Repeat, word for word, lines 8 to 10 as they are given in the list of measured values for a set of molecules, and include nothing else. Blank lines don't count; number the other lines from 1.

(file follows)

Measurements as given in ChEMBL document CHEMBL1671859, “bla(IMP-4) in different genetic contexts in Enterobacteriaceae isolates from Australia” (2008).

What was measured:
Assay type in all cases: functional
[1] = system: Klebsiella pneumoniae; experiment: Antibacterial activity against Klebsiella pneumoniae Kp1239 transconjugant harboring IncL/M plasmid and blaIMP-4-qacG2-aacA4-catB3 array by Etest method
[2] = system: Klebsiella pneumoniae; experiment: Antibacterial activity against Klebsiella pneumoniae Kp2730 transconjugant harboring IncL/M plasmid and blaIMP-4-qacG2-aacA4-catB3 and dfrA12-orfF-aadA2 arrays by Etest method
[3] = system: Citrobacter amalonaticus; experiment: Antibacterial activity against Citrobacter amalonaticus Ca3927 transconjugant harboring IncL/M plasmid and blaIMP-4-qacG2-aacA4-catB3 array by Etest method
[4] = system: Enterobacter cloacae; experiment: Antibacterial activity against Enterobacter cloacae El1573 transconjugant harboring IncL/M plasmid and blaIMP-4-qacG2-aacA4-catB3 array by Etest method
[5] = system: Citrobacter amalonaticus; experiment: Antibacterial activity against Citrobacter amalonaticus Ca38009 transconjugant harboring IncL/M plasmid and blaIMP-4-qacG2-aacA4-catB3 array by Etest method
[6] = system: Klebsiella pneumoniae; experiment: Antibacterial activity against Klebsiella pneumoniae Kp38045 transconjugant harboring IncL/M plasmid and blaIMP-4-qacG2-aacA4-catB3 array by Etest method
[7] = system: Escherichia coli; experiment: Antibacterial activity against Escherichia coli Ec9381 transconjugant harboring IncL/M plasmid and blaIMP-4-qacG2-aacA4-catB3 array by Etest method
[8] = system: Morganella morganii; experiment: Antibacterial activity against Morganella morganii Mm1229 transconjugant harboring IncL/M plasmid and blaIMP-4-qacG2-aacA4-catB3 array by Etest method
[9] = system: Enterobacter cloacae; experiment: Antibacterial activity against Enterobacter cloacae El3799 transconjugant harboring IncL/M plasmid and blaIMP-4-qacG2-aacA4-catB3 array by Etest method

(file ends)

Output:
[5] = system: Citrobacter amalonaticus; experiment: Antibacterial activity against Citrobacter amalonaticus Ca38009 transconjugant harboring IncL/M plasmid and blaIMP-4-qacG2-aacA4-catB3 array by Etest method
[6] = system: Klebsiella pneumoniae; experiment: Antibacterial activity against Klebsiella pneumoniae Kp38045 transconjugant harboring IncL/M plasmid and blaIMP-4-qacG2-aacA4-catB3 array by Etest method
[7] = system: Escherichia coli; experiment: Antibacterial activity against Escherichia coli Ec9381 transconjugant harboring IncL/M plasmid and blaIMP-4-qacG2-aacA4-catB3 array by Etest method